Your mention of Thomas Moffet (1553-1604) as an entomologist is a good try, but actually, Moffet stole most of his ideas on insects from another British entomologist, Thomas Penny (1532-1589), and even then managed to get a lot of them wrong in the process. On that basis I reckon that Moffet should be removed from, and Penny should be promoted to your list, but then I would have to admit that hardly anyone has heard of Penny [I intend to try to put this right with an article for Antenna next year].
    Going back further, Aristotle (Greek, 384-322 BC) was a pretty good entomologist, although I suppose that I have to admit that this couldn’t be argued to be his primary interest even by the dubious arguments employed above.
    As for other important entomologists already mentioned in this correspondence, I agree that AR Wallace must be close to the top of the list (see my forthcoming article in Antenna!) and that both CV Riley (American) and HW Bates (British) must also be mentioned, but Jean-Henri Fabre (French) would be my personal favourite. I think that your mention (you refer to Fabre’s “lives of various insects”) doesn’t really do him justice. In fact, Fabre’s careful observational studies of insect behaviour introduced the idea of innate behaviour patterns and set the scene for pretty much the whole of the 20th century ethology movement. Interestingly Charles Darwin was a great Fabre fan, calling him “that incomparable observer”.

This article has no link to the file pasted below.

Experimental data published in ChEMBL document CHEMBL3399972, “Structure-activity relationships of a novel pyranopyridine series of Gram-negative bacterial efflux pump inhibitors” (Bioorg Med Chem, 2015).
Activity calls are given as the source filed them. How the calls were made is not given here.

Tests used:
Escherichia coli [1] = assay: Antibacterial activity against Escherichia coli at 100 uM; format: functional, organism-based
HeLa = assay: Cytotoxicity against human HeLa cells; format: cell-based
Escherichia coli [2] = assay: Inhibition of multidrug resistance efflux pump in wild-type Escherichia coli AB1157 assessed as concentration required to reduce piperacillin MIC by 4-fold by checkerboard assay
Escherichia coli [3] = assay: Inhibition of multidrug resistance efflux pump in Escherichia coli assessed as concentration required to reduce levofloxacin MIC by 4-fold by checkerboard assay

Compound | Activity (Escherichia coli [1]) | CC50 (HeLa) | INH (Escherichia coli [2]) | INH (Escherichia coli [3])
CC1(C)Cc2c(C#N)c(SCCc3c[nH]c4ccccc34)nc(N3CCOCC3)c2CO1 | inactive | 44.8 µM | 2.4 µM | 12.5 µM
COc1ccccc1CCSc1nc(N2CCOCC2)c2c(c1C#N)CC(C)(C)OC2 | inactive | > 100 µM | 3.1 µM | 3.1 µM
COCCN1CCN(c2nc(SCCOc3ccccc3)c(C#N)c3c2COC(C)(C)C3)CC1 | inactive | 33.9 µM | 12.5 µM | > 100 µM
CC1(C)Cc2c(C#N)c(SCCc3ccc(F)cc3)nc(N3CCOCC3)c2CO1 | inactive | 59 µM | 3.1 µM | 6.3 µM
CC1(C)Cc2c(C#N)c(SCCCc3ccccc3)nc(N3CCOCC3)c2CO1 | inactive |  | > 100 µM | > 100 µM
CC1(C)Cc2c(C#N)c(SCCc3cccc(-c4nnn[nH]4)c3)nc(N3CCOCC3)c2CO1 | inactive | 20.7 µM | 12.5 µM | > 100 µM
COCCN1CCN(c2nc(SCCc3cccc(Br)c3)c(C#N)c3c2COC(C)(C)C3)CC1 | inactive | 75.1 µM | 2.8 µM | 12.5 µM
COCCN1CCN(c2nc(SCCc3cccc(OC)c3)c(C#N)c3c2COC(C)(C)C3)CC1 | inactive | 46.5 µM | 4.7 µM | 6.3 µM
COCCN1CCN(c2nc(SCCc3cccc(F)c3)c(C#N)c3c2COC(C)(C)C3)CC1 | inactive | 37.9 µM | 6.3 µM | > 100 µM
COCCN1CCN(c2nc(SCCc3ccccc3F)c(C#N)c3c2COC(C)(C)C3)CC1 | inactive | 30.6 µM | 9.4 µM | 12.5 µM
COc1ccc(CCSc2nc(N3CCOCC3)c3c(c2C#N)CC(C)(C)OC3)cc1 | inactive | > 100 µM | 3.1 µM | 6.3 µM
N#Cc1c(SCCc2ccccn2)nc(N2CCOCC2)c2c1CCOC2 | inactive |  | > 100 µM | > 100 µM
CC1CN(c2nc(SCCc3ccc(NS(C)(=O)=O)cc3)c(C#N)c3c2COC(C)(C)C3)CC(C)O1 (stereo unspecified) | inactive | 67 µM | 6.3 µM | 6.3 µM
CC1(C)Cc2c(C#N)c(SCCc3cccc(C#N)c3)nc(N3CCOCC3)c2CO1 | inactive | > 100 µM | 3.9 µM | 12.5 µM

All the best, keep up the good work! Stuart


    • again some very good nominations but with the proviso that not that famous outside the entomological world – perhaps I should rework this post and the responses as an article for Antenna too?


  6. Well, I’m no entomologist but I think Eugene Marais deserves a mention for his ‘Soul of the White Ant’, which I read decades ago as a complete layperson, and Alfred Emerson, for research especially on termites.


  7. Dafydd

    J.W. Tutt was an extraordinary chap, author of a number of entomology books and founder of the Entomologist’s Record